Trombone lesson: Altered scale in all keys

Trombone lesson: Altered scale in all keys

Trombone lesson: Altered scale in all keys

Did you read my previous article on trombone scale exercises? Then let’s move on with the same concept using the altered scale!

I use the altered scale a lot when I improvise. It has more edge and tensions than any mode of the major scale and is a god match for a large variety of chords.

Here’s an altered scale in the key of C:

It consists of the root, b9, #9, major third, #11, b6, and the b7. These are all notes you use in an altered dominant chord. As a matter of fact, you can play all the notes in the scale in one big fat chord, creating a C7 b9 b5 b13. Ask Thad (Jones) if this sounds good orchestrated for big band!

Note that the altered scale in C (or  altered dominant scale, or Super Locrian scale) consists of the same notes as a jazz minor scale in Db.

The altered scale is actually very close to a standard major scale; put a flat in front of the C, and you get a Cb major scale.

Try improvising with the C altered scale over these chords (bold means an especially good match):

  • C7alt
  • Db-maj7
  • Emaj7 #11
  • Gb13#11
  • Ab9 b13
  • Bb-7b5 (Bbø)

The exercises below are simple and straight ahead, just get started and play and you’ll eventually “get it into your slide arm”. And as you go along you will probably discover that the scale fits the trombone quite well, also in some of the keys that usually aren’t that comfortable on the trombone.

If you have access to a keyboard (or piano) I recommend that you hit an altered chord with the sustain pedal while you play the scale in order to get the sound of it in a context. Dig in to each note in the scale, and get familiar with its specific sound and character. When you are familiar with the sound of the scale on top of an altered chord, try moving on to some other chords that the scale is suited for.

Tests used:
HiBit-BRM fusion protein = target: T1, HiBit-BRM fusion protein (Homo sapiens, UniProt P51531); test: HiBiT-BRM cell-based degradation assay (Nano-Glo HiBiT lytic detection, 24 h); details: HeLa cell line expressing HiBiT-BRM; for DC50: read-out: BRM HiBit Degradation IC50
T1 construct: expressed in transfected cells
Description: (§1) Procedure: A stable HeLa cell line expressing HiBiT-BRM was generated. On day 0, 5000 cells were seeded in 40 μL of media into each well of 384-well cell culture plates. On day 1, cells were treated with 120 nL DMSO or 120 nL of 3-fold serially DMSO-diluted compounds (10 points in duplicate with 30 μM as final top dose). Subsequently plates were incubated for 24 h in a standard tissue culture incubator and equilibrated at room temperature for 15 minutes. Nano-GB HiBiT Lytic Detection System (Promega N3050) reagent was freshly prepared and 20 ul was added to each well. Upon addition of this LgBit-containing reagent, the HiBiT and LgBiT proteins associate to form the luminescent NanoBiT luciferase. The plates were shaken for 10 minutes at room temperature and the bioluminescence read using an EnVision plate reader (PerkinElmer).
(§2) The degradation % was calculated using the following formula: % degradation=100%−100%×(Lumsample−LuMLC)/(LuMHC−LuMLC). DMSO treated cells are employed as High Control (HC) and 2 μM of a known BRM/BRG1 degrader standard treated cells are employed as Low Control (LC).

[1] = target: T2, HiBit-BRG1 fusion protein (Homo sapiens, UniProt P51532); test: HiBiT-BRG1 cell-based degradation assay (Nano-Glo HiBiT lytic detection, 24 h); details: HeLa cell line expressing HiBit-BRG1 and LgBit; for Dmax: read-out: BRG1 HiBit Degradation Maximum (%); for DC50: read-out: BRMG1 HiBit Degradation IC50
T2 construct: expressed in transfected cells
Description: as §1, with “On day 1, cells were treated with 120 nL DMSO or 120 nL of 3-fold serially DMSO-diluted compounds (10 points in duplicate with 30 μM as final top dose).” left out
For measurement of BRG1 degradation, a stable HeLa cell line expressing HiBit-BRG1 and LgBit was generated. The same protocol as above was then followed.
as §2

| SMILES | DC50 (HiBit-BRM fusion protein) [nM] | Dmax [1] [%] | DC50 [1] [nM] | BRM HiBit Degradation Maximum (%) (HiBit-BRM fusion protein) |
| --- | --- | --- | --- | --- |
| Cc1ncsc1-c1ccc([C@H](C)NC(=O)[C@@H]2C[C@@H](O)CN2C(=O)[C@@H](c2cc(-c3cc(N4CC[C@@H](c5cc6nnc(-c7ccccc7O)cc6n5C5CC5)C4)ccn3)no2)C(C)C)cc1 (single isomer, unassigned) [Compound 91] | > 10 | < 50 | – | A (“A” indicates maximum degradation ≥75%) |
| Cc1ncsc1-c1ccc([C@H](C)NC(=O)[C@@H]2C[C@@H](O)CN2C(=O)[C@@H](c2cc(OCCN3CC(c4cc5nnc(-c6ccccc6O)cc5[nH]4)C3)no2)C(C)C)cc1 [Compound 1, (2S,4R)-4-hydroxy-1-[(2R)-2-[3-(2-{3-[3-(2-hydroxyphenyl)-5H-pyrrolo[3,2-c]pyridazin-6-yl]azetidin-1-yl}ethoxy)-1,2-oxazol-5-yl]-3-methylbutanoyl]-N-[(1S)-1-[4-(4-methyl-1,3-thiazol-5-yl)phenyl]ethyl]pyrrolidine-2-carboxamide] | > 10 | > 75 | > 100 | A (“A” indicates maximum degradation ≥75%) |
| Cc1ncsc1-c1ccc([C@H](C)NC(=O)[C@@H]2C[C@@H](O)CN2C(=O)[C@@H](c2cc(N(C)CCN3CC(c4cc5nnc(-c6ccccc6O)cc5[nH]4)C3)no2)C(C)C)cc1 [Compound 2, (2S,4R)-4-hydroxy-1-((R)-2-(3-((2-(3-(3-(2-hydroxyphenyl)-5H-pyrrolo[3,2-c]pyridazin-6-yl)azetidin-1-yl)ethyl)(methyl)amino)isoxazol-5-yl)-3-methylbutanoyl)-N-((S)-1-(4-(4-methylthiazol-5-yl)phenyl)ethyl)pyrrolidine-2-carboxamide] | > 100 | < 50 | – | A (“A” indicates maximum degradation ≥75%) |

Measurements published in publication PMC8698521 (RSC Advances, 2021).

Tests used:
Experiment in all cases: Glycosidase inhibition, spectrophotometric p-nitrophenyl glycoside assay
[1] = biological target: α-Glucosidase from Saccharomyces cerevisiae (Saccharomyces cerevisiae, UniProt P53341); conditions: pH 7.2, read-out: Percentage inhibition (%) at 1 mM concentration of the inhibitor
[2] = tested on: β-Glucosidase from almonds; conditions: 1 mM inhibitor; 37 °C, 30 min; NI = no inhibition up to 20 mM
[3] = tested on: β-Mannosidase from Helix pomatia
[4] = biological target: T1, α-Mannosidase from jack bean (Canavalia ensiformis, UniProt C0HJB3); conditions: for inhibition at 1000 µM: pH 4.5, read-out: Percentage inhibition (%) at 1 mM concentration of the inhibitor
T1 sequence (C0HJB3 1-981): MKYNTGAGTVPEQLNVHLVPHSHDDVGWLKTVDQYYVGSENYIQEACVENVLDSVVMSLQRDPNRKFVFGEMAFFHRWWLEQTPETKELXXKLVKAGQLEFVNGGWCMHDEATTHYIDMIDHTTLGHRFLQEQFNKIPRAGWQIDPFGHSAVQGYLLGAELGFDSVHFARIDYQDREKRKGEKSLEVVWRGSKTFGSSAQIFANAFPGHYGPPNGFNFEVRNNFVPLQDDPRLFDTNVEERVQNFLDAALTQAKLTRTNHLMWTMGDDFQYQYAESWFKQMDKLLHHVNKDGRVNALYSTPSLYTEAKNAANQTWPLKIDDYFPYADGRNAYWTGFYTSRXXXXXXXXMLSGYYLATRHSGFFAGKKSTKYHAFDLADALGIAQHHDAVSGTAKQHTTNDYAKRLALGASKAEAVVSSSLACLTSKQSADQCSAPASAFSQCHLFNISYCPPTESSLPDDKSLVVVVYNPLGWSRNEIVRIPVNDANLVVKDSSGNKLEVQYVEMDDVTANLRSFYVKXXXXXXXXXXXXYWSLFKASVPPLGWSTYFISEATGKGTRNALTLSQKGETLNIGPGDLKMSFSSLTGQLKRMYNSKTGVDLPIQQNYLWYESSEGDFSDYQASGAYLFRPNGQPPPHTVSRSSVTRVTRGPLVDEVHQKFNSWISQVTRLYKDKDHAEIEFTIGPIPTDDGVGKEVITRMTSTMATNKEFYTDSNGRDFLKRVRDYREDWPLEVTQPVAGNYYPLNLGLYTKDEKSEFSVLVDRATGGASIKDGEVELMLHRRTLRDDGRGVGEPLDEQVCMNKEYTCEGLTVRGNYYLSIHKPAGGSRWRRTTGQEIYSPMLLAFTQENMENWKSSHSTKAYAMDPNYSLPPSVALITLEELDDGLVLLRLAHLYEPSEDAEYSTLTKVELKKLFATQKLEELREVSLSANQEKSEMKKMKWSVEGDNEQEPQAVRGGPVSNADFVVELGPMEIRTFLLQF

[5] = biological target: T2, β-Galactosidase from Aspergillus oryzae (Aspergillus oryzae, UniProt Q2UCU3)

Find the time it takes to get this scale down, I promise that it´s worth it!

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  1. Kynslee arnold 11 years ago

    Can you put a non altered one . I have honor band and really need to get the original ones down. I would love to make it to state . first year player and freshman !

  2. Paul Bridson 10 years ago

    Hey, I’ve been enjoying your posts for a while now, and thought I’d better “throw you a bone” and buy something… I tried downloading the altered scale worksheets (can’t believe I’ve WRITING these out for kids all these years!)…. anyhooo, the “add to cart” button seems to lead into Neverland. If you get that link up, the deal’s still on 🙂

    Keep up the good work! Lotsa fun to read.

  3. Anders 10 years ago

    Hi paul,

    Shop is about to be updated, not working perfect all the time. I do monitor all sales though 🙂

    I see the purchase went through ok.

    Thanks for the kind words!

  4. Steve 10 years ago

    I have been doodling since my teens (48 now). I learned how to do it before I ever heard about it – I somehow stumbled upon it in my improv efforts. It feels very natural /easy to me – so much so that I most likely do not actually practice it as much as I should – and its an important part of my playing.
    On to my question…Do you experience any difficulty in the high range with doodling? Once I reach a G above the staff my ease at doodling suffers dramatically. I’ve never heard anyone else address this dilemma before and I wonder whether its just my issue and nobody else’s.

  5. Anders 10 years ago

    Hi Steve,

    My experience is that doodle does not get too affected when playing in the high range. My guess would be that you possibly change your embouchure when playing in a high range. Make sure to keep the distance between the corners of your mouth the same regardless of the register. I have seen many players smiling in the high range, and that is bad for both doodle and the high register in general.


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